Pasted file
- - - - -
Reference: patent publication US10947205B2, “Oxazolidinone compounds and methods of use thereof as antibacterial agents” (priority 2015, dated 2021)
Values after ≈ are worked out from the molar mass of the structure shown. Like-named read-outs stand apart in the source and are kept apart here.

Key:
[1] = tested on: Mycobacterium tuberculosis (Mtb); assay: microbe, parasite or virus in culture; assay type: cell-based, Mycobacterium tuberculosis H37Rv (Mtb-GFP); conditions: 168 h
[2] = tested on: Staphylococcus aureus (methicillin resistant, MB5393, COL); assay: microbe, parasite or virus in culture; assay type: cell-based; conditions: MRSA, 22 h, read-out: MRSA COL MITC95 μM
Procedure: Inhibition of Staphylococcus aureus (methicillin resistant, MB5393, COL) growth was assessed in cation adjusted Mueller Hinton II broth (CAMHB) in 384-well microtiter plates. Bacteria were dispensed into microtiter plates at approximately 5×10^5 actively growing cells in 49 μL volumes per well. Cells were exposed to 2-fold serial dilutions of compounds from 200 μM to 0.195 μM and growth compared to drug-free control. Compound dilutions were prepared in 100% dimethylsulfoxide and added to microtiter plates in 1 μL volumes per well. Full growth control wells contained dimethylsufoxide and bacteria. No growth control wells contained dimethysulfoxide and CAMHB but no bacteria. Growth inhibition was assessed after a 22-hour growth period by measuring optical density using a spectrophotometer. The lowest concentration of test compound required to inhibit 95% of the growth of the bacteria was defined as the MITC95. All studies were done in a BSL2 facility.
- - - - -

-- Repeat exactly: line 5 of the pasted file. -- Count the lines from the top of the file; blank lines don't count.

[2] = tested on: Staphylococcus aureus (methicillin resistant, MB5393, COL); assay: microbe, parasite or virus in culture; assay type: cell-based; conditions: MRSA, 22 h, read-out: MRSA COL MITC95 μM